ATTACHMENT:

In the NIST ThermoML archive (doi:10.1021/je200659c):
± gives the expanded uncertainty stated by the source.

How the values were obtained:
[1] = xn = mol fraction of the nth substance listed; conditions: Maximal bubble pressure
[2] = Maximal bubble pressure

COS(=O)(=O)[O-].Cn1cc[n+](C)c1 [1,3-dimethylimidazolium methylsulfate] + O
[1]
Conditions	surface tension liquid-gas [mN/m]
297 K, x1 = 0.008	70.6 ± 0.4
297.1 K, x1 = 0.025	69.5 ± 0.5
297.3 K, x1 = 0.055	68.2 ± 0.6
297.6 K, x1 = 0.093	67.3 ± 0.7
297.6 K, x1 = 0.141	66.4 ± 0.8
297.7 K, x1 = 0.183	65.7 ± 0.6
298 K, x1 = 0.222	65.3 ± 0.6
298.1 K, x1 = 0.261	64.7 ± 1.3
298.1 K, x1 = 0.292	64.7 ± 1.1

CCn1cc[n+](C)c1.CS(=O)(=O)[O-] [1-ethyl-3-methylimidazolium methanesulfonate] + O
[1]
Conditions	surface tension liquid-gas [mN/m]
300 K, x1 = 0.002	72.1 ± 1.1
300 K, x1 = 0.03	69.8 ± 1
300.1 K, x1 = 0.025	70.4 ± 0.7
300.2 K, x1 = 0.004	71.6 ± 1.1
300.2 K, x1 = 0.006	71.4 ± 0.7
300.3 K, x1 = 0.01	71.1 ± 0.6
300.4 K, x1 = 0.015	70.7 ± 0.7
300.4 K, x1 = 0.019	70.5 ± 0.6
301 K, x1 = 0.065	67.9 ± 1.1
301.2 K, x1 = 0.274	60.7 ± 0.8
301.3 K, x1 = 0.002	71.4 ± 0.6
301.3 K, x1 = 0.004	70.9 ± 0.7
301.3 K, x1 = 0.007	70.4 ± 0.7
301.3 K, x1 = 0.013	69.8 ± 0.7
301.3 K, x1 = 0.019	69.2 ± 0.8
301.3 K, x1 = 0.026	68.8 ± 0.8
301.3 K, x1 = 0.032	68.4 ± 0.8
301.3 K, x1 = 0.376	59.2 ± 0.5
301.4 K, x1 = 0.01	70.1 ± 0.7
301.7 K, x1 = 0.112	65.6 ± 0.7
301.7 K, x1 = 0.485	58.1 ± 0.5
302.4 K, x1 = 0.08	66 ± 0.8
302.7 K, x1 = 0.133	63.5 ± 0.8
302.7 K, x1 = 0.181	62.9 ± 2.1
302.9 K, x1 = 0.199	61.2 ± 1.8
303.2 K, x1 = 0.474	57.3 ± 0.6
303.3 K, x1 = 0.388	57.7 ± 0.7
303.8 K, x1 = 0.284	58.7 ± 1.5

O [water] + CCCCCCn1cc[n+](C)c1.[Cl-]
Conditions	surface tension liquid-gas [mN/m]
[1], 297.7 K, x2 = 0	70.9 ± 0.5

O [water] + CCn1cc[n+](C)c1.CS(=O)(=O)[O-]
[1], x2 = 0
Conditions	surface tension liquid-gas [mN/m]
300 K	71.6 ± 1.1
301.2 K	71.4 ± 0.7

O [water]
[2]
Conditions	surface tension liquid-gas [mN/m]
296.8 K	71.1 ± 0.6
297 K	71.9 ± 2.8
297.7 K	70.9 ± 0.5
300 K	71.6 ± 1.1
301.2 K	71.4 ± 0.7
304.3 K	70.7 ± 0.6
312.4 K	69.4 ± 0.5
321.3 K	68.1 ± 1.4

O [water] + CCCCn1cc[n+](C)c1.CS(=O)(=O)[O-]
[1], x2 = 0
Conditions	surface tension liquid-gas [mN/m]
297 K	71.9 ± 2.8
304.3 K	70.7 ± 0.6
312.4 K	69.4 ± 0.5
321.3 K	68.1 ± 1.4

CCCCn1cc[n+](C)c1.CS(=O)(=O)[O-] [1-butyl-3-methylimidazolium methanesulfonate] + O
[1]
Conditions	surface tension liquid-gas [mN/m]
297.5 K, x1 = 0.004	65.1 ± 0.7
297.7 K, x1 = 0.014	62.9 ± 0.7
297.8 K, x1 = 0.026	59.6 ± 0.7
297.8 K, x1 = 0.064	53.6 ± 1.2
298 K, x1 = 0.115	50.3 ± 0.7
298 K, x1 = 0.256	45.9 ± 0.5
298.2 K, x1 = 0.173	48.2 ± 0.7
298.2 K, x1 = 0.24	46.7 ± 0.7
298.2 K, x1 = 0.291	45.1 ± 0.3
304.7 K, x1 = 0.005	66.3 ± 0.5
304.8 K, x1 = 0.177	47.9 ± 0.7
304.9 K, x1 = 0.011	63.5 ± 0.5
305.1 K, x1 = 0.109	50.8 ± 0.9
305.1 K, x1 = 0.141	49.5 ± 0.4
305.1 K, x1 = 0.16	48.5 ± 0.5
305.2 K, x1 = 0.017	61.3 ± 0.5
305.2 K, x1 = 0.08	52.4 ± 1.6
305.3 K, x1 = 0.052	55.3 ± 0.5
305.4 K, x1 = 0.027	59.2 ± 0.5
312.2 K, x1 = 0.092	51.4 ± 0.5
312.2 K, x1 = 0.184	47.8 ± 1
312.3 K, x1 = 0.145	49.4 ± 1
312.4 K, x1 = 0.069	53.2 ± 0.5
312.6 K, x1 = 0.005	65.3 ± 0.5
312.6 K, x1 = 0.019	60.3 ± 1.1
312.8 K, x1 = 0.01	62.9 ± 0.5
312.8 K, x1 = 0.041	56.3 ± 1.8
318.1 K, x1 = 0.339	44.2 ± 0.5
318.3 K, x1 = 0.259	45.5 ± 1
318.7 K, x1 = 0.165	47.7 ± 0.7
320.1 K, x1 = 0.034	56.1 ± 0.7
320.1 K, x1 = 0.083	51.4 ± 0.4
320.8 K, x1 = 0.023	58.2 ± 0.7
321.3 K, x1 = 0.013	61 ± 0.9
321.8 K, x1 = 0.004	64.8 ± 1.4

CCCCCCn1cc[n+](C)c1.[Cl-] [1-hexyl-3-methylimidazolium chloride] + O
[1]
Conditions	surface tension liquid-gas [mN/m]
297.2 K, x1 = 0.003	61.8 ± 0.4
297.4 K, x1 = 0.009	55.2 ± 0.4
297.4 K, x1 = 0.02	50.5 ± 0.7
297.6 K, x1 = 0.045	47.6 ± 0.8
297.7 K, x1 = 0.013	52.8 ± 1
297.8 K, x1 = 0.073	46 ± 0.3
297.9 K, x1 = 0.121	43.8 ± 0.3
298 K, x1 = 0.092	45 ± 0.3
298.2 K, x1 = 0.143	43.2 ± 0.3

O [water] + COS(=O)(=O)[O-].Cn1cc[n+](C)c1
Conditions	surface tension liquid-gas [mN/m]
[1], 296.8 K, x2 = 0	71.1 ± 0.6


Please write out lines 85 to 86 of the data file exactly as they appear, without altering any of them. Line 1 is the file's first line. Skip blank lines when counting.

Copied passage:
298.2 K, x1 = 0.24	46.7 ± 0.7
298.2 K, x1 = 0.291	45.1 ± 0.3